As procrastinators go, I would rate my ability to ‘do it later’ as above average. That doesn’t mean that I don’t aspire to become a better procrastinator. This trait is vital to my success as an artist. You may be wondering: ‘Is she serious?!’

Procrastinators Unite

Yes! Let me explain. Artists must wear many ‘hats’ to sustain their small business. Marketing, networking, framing, presentation, book-keeping, graphic design, reproductions, and (in my case) teaching. I forgot to mention one other very important thing: making the art! It is easy to lose sight of the importance of regular studio time when faced with that long list of business oriented work. Add in household duties or a small farm, as I do, and you have many choices for how to spend the few productive hours in a day.

One way that I cope is to joke with myself about being a ‘good procrastinator.’ I’ve even set goals to become better at procrastination. I’m not talking about wasting my time… I’m just choosing to put off things that can wait till less productive hours. For example, I can do laundry in the evening when my brain is fried. Or I might postpone writing a blog post until I’ve finished new work.  Another great way to procrastinate is to put off running errands until you can consolidate several into one trip. This is especially beneficial for those of us who live far from a Metro area.

In all seriousness, I like to enter my studio with the goal of just fooling around for a little while. Giving myself strict productivity goals often seems to backfire. Forcing productivity turns off the part of my brain that just wants to play with color. Being responsible is not for day-dreamers like me. (At least not while I’m in the studio.) I love Mary Oliver’s take on the Artist’s Task – part of the collection of essays in Upstream. Read her view on solitude and responsibility here. Un-interrupted by my more responsible self, I’m free to chase ideas to my heart’s content.

I’m not good enough at procrastination to go full blown ‘Instant Gratification Monkey’ like Tim Urban. If you haven’t seen his TED talk, do yourself a favor and hop on over to take a listen. This is the self-defeating phenomenon described in Steven Pressfield’s War of Art – when someone is resisting doing the difficult thing. Ultimately I’m trying to fool myself out of ‘resistance.’ If I can trick my mind into feeling like I’m playing hooky from important jobs, then the artwork becomes the instant gratification!

Are You Procrastinators?

When do you procrastinate? Does it help you or hurt you? How? I’m fascinated by how each of us self-manage. If I were a negative person, I’d be beating myself up right now. I’ve started 6 blog posts today, and finished only one of them. However, I choose to look at the glass as half-full. I have the start of 6 fabulous essays ready to be fleshed out. I’m excited to add to the ideas that came up while I wrote this post.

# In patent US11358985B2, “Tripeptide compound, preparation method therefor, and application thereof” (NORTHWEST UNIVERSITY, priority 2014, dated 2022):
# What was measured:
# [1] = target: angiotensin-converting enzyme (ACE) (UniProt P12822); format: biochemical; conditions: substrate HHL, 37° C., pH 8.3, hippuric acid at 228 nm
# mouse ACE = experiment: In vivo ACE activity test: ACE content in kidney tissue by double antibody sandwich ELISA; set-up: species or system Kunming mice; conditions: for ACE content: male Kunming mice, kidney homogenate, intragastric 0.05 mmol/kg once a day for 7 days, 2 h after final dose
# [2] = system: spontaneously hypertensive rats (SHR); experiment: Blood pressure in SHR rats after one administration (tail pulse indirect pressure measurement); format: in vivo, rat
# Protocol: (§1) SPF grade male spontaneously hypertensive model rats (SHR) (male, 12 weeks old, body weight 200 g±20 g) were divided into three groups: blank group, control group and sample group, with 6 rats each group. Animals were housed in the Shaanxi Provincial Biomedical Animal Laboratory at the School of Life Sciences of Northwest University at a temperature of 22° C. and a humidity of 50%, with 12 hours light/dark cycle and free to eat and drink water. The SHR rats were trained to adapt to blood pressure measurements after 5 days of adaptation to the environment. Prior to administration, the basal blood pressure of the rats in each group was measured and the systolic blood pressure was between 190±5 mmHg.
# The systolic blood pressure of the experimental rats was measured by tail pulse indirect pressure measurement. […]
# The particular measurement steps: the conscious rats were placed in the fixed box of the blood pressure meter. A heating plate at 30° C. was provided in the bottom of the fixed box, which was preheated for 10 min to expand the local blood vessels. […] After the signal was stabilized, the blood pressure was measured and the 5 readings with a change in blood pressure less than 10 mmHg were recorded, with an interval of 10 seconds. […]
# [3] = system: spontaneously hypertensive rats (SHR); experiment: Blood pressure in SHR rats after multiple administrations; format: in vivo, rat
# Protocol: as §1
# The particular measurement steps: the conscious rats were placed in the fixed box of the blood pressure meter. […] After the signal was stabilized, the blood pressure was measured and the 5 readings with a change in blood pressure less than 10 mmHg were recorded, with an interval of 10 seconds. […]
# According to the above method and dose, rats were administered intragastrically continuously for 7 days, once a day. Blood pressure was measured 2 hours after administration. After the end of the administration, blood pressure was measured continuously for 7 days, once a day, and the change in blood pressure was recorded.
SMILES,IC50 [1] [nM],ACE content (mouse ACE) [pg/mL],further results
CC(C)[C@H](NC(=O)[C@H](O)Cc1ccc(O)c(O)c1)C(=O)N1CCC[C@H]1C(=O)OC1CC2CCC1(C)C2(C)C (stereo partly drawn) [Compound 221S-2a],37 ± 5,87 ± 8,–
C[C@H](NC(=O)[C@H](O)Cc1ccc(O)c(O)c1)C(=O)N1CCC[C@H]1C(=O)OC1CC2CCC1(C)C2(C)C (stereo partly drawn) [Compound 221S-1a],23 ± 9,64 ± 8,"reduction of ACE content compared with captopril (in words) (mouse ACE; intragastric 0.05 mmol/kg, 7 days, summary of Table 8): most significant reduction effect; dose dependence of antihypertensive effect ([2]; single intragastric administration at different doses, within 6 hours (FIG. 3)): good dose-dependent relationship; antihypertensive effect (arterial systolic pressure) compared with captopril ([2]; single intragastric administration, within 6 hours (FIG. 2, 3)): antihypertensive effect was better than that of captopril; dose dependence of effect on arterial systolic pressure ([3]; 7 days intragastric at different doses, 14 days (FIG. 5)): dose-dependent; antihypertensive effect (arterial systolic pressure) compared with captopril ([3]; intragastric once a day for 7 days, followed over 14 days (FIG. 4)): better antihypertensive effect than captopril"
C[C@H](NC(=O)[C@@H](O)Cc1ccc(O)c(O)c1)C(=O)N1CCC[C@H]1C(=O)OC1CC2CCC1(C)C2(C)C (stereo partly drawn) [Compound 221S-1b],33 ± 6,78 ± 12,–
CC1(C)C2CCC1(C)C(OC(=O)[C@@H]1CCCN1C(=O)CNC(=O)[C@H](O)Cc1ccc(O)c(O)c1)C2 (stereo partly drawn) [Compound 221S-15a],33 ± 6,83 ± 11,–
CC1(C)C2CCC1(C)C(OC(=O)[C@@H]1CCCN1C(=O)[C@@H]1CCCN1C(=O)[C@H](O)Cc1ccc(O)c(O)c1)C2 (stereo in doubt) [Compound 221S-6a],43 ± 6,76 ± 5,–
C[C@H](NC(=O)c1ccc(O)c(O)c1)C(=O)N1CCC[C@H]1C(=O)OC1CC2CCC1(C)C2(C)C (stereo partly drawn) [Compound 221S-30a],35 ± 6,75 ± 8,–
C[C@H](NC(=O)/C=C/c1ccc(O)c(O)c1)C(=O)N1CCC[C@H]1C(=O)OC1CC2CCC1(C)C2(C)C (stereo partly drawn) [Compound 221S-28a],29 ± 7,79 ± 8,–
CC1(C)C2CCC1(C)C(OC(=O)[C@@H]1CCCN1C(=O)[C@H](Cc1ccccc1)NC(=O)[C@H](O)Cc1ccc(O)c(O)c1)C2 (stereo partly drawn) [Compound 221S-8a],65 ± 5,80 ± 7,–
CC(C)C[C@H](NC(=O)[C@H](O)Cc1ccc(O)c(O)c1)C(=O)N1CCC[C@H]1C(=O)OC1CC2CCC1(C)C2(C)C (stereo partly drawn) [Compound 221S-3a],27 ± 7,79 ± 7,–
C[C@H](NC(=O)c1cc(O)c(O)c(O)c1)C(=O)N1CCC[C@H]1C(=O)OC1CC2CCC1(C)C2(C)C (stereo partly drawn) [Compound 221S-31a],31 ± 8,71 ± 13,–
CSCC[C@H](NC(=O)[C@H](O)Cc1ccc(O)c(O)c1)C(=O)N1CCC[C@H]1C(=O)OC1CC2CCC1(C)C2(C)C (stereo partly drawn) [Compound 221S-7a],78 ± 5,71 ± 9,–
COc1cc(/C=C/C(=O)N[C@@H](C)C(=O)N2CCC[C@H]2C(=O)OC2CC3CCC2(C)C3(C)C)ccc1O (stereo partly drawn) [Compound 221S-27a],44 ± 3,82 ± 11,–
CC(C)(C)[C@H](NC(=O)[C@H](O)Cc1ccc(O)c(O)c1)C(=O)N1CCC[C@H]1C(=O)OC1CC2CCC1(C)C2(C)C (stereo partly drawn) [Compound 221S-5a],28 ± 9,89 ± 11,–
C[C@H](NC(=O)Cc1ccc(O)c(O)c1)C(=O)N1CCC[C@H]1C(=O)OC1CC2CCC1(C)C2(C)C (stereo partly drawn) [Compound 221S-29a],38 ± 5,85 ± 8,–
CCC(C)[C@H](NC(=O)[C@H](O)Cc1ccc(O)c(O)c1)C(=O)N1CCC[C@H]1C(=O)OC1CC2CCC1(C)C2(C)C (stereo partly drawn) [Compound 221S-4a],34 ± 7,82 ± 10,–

A New Strange Creature

"Do Not Hesitate" ©Ruth Armitage, 2017, Watercolor on Paper, 11x15"

“Do Not Hesitate” ©Ruth Armitage, 2017, Watercolor on Paper, 11×15″

I’ve put off the real reason for this post long enough! I’ve been in the studio and here is the latest and greatest. This new abstraction was inspired by a memory of chasing the cows when I was a kid. Our fences on the farm were more like suggestions. The cows frequently escaped their pasture and wandered around. This summer day, it was my designated job to get them back into the pasture. We had seen the herd near a slough in the center of a large field – probably 200 acres. Normally I’d do this job on foot, but I was getting older and smarter, so I took my horse! I was about 11 years old, and riding bareback.

As I approached the slough, the scent of wild mint wafted through the warm air and I felt happy. Suddenly, the neighbor’s giant Polled Hereford bull ambled out of the thicket of brush and lily pads. Fear and panic surged through me as I quickly decided that even on horseback I didn’t want to tangle with this creature. I did not hesitate: I escaped with my horse and called for reinforcements.

Trying to paint this memory, I knew that I wanted the peaceful and fragrant greens, contrasted by the sinister blacks and bolts of red fear. I tried to channel both the peace and the fear – thinking about a poem by Jane Hirshfield titled “Each Moment a White Bull Steps Shining into the World.” 

Give it a read, then let me know your thoughts about the poem, the painting or procrastination. I hope your New Year’s resolution involves hanging out with procrastinators like me! Finally, don’t wait: tomorrow is the final day to enter my giveaway! Click here to enter: http://rutharmitage.com/solstice-giveaway/

Pin It on Pinterest

Share This

Share this post with your friends!

%d bloggers like this: